FROM Nancy Cook
What the Trump v. Bannon feud means for the future of the GOP President Trump headed off to Camp David for the weekend, where he’ll meet with Republican leaders to chart their agenda. But amid revelations in a tell-all book that Trump’s aides think he isn’t capable of being president, how will Republicans deal with him going forward? Has something shifted?
Do the first hundred days really matter? President Trump promised big things in his first 100 days , but his most important achievement may be keeping the government open. To get that--even with Republicans running Congress -- he's had to delay his demand for big money for his Great Wall on the Mexican border. His biggest applause line has been replaced by talk about tax reform. So the government probably won't shut down on Saturday — his hundredth day in office. But 100 days is just the beginning of a four-year term, and there's time left for a lot more surprises.
The bumpy road to inauguration Despite the flap over recounts and Donald Trump's unproven allegations of voter fraud, his transition team continues the interview process for some 4000 presidential appointees. But the team is leaking contradictory stories. The President-Elect is tweeting unpredictably just like he did in his campaign. Some early appointments may not have been vetted deeply enough to survive the brutal confirmation demands of Democrats in the Senate. Others are well-known members of the moneyed elite savaged for months by Trump and his top advisor, Steve Bannon. We hear about those and other challenges facing Trump's promise to change the ways of Washington in his first 100 days.
Trump's free-wheeling transition Donald Trump's nominee for Ambassador to the United Nations and his choice to be Secretary of Education have added a touch of diversity to his early selections. As UN Ambassador he's named South Carolina Governor Nikki Haley, a descendent of immigrants from India. He's named Betsy DeVos as Secretary of Education. Nancy Cook, senior reporter on the transition for Politico , has more on Trump's selections.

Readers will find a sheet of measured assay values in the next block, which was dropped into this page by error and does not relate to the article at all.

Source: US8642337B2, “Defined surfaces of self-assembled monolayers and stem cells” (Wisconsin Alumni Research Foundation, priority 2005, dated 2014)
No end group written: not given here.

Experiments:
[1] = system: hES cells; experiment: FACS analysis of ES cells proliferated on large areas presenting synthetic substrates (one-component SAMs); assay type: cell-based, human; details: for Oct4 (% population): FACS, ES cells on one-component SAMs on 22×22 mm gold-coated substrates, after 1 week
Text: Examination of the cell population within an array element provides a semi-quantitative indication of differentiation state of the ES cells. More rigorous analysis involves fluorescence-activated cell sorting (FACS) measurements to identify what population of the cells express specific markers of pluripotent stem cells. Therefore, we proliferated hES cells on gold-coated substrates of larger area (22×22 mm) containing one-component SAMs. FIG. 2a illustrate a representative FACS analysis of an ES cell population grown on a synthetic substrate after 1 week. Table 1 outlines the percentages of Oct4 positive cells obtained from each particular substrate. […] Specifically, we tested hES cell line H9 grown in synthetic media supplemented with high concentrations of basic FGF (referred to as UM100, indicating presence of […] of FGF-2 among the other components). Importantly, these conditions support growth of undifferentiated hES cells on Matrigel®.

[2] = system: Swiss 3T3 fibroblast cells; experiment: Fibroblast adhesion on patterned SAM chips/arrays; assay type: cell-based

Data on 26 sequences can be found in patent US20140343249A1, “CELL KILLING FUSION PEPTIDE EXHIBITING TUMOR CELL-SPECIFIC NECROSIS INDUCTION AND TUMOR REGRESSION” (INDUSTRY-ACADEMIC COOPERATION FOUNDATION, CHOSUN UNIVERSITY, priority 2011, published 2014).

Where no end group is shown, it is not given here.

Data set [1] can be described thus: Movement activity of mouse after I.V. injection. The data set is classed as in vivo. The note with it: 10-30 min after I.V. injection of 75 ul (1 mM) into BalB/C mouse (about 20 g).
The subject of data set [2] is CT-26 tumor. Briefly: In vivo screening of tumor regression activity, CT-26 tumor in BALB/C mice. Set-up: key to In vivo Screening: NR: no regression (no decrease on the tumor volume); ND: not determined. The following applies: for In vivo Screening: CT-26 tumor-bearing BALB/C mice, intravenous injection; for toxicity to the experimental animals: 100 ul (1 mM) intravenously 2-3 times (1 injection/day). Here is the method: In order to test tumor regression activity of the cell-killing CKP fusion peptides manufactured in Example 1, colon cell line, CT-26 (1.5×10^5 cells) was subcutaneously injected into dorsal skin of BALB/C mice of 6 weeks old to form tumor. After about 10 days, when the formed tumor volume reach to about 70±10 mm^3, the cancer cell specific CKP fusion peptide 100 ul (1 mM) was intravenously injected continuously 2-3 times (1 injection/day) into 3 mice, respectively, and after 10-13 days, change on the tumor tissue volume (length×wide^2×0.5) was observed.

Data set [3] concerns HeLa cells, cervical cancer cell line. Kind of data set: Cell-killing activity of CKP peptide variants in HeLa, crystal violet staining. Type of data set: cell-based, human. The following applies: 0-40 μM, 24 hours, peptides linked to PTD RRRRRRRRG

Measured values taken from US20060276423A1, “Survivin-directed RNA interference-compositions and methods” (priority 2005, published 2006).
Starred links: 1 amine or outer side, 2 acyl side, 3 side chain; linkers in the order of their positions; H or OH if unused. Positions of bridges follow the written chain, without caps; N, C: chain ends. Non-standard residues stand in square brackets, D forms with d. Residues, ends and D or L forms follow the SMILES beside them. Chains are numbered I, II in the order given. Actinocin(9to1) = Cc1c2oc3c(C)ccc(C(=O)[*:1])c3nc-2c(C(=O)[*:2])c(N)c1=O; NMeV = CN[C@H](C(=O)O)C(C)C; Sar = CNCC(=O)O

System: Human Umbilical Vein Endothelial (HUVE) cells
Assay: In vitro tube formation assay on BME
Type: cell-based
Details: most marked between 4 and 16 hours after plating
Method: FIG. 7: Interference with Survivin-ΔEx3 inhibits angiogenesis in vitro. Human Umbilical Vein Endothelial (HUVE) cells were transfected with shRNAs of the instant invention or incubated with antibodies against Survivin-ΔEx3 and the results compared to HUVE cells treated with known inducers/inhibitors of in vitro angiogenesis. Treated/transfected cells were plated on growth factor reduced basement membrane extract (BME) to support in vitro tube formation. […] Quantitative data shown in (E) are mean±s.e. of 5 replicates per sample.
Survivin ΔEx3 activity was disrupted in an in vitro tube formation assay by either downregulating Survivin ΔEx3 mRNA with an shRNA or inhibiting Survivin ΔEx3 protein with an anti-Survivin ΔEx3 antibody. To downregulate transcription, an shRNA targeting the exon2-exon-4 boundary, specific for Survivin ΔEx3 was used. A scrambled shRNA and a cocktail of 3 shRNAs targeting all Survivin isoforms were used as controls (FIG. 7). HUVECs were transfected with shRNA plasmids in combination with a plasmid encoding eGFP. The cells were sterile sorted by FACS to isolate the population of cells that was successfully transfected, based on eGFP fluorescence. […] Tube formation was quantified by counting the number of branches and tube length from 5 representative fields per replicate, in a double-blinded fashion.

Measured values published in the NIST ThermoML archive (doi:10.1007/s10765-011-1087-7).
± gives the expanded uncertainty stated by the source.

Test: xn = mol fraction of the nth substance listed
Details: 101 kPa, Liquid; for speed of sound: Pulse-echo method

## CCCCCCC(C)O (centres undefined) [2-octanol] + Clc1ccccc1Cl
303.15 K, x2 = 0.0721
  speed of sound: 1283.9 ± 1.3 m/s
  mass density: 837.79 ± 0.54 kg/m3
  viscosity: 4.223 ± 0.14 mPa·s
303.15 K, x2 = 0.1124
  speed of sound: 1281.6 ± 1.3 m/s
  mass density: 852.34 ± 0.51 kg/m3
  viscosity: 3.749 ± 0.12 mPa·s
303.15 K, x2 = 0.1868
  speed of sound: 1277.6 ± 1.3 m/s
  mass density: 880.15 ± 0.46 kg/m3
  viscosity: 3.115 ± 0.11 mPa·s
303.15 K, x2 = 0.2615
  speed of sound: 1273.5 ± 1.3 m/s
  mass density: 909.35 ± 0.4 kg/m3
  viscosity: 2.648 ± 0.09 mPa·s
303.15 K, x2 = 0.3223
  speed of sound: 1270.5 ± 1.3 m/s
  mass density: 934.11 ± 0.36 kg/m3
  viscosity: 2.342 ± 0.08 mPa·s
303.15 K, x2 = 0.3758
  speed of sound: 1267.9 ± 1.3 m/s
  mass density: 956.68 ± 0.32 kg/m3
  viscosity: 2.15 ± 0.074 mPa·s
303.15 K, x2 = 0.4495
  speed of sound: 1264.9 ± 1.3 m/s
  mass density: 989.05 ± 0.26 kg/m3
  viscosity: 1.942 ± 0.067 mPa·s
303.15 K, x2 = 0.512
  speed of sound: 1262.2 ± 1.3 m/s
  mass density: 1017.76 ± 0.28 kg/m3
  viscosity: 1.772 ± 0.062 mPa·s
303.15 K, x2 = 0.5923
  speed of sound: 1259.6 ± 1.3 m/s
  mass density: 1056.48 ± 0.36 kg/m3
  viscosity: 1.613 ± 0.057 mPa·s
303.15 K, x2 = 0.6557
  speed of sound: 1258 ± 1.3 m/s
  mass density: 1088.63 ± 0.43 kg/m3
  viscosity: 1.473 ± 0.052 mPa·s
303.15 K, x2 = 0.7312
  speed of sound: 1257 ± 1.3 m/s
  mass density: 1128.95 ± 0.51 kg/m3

Trump's cabinet: Rudy Giuliani, Ben Carson, Sarah Palin? Rumors are flying that Donald Trump’s top campaign advisors will fill his cabinet and other high-ranking positions. For example, Rudy Giuliani might be picked as Attorney General.
Reality Check: health insurance and Obamacare Even President Obama says the Affordable Care Act has real problems, which Bill Clinton says make it the "craziest thing [he's] ever seen." That's put it front and center in the presidential campaign, to the delight of Donald Trump and the discomfort of Hillary Clinton . She wants reform. He wants repeal. And millions of newly insured people may be in for a "November Surprise:" a big jump in premiums -- before the election. We hear two very different approaches to an issue that has the potential to influence the voting.
Scandal Time in Washington Steven Miller has been fired as Acting Director of the Internal Revenue Service, but he was back on Capitol Hill today, testifying before the Senate Finance Committee , in one of three unrelated "scandals" that could threaten Barack Obama's second-term agenda. In addition to the IRS, there's the Tea Party, the Justice Department and reporters' phone records, and talking points about the killing of diplomats in Benghazi. With the President's approval ratings over 50 percent and holding, many questions remain to be answered. Does the public care? Is there evidence of wrong-doing? Will Republicans overplay their hand? What's the role of the news media? Will there be an impact on action on Obamacare, the minimum wage, sequester or immigration reform?